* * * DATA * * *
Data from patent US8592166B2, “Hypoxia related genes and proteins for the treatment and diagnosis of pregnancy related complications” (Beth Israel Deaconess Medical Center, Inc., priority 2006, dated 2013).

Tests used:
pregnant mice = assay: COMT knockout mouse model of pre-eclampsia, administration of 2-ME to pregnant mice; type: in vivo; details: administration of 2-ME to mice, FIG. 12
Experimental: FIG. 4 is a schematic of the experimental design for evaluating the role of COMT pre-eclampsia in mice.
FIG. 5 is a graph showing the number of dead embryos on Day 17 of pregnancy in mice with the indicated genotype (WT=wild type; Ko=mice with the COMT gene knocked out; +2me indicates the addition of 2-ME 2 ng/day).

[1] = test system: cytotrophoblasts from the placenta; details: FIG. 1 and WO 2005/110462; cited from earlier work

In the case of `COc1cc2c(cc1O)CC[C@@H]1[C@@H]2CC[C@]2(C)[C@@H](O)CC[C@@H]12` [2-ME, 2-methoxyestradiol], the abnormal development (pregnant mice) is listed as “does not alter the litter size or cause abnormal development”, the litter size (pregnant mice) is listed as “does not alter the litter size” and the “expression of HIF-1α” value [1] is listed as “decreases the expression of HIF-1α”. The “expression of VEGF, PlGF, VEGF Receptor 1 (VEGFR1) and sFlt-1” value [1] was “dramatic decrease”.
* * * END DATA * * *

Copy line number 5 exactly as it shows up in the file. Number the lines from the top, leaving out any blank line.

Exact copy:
FIG. 5 is a graph showing the number of dead embryos on Day 17 of pregnancy in mice with the indicated genotype (WT=wild type; Ko=mice with the COMT gene knocked out; +2me indicates the addition of 2-ME 2 ng/day).